First published in 1977. This book records the emergence of a lower middle class in late Victorian and Edwardian Britain. Victorian society had always contained a marginal middle class of shopkeepers and small businessmen, but in the closing decades of the nineteenth century the growth of white-collar salaried occupations created a new and distinctive force in the social structure. These essays look at the place of the lower middle class within British society and examine its ideals and values. Some essays concentrate on occupational groups – clerks and shopkeepers – while others focus on aspects of lower middle class life – religion, housing and jingoism. This title will be of interest to students of history.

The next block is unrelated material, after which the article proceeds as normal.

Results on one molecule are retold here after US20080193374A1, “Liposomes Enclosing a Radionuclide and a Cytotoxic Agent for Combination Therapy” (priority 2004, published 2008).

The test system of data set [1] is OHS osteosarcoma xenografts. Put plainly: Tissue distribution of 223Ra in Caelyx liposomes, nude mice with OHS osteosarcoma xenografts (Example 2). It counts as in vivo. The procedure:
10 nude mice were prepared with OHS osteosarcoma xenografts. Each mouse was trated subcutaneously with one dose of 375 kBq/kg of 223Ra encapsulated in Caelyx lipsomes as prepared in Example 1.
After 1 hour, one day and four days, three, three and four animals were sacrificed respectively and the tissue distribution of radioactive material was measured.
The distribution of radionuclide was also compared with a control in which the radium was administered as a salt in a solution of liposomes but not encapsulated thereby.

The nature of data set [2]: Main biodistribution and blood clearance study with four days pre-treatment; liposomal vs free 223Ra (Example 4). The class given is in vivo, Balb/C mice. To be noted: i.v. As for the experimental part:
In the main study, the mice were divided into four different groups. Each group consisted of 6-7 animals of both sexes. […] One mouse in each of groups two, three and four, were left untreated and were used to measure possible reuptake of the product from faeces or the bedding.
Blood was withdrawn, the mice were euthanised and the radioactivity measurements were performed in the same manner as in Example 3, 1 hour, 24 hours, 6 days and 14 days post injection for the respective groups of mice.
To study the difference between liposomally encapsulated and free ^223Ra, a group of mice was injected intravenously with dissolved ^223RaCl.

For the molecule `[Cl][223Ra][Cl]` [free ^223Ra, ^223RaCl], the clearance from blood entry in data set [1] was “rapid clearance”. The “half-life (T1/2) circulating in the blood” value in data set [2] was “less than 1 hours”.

Table of Contents
Tables; Preface; 1. The Emergence of the Lower Middle Class in Britain: A Discussion Geoffrey Crossick 2. White Collar Values and the Role of Religion Hugh McLeod 3. Society, Status and Jingoism: The Social Roots of Lower Middle Class Patriotism, 1870-1900 Richard N. Price 4. The Social Economy of Late-Victorian Clerks G. L. Anderson 5. Religion, Culture and Social Class in Late Nineteenth and Early Twentieth Century Edinburgh R. Q. Gray 6. Housing and the Lower Middle Class, 1870-1914 S. Martin Gaskell 7. The Small Shopkeeper in Industrial and Market Towns Thea Vigne and Alun Howkins; Index